1. Distribution of authors (multiple papers means you get counted multiple times): 121 from U.S.A., 23 from Israel. 6 from Canada. 3 from Denmark, Italy, 2 from Germany, India, Czech, Hungary, 1 from Poland, Netherlands, Japan.

This seems unusually US-centric. Are statistics from previous meetings available to compare? I am wondering if so few Europeans were included because of the increased hassle of traveling to the US these days, because European theoretical CS has drifted away from the topics represented at STOC/FOCS, because their local conferences have become more attractive...?

2. The skew is at least partly due to the fact that the many Europeans (and Israelis and Indians) working in the US are counted here as US authors.

3. Congratulations to Khot, Vishnoi, Vardy and Parvarez. If I am not wrong, Khot is sharing the award third time consecutively!
Who is the Knuth Prize winner?

4. People love crypto. Focussing to make crypto even more popular could be a way to get more attention from the public. Then, focuss could be shifted to other areas of theory that are not so "popular" to the average person. For example, start with whatever is new at the time in crypto, and explain why this will affect a person's life. Each of these articles should also briefly explain the correlation between this particular subject and other areas of theory, including fundamental basic concepts, and tons of examples that the lay reader can relate to. Eventually (in quite a few years, most probably), articles that have nothing to do with crypto could be written in areas that have been exposed to the public. I think this would work as long as there are many examples to get the reader interested.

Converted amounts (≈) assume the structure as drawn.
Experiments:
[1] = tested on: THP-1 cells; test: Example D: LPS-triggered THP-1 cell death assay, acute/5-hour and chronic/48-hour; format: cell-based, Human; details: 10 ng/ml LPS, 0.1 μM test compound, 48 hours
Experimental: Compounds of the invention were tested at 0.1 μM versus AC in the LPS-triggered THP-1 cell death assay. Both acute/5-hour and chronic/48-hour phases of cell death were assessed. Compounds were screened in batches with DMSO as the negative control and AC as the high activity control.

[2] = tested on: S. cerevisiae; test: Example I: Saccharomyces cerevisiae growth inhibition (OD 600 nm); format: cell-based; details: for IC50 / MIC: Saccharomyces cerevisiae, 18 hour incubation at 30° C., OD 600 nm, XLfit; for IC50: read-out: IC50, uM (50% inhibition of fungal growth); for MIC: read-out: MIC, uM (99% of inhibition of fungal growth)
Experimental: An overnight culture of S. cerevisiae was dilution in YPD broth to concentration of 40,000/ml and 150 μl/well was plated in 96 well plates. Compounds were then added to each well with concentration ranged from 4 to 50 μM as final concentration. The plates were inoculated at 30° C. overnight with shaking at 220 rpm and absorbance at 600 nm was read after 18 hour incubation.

5. Re "many Europeans (and Israelis and Indians) working in the US are counted here as US authors" � sure. By European, I meant education and affiliation, not ethnicity.

There are very few FOCS authors at European institutions, this year at least, especially relative to some other algorithms conferences I frequent (comp geom, graph drawing) which seem to be at least half European even when located in the US, and I wondered if anyone had any ideas why.

6. "The average number of grants/year received per investigator was 2.4.."
Does this mean that the average number of active grants for a PI with funding is 2.4? This is a bit hard to believe.
Given that the average grant was 70K/year, that means the average person with funding has >150K per year. That is a lot of money, particularly given the number of regular research contributers that have 0K/year of funding.

7. I completely agree with Al's comment. I think the TCS community should first focus on heavily promiting a handful of subjects that the public at large *already* finds interesting including crypto, learning theory, game theory and quantum computing. Of course there are others, but these come to mind for the following reasons.

Crypto due to its history and its connection to political, military and diplomatic intrigue.

Machine learning due to its connection to artificial intelligence.

Game theory because since "A beutiful mind", everyone seems interested in it.

Quantum computing due to its connection to physics.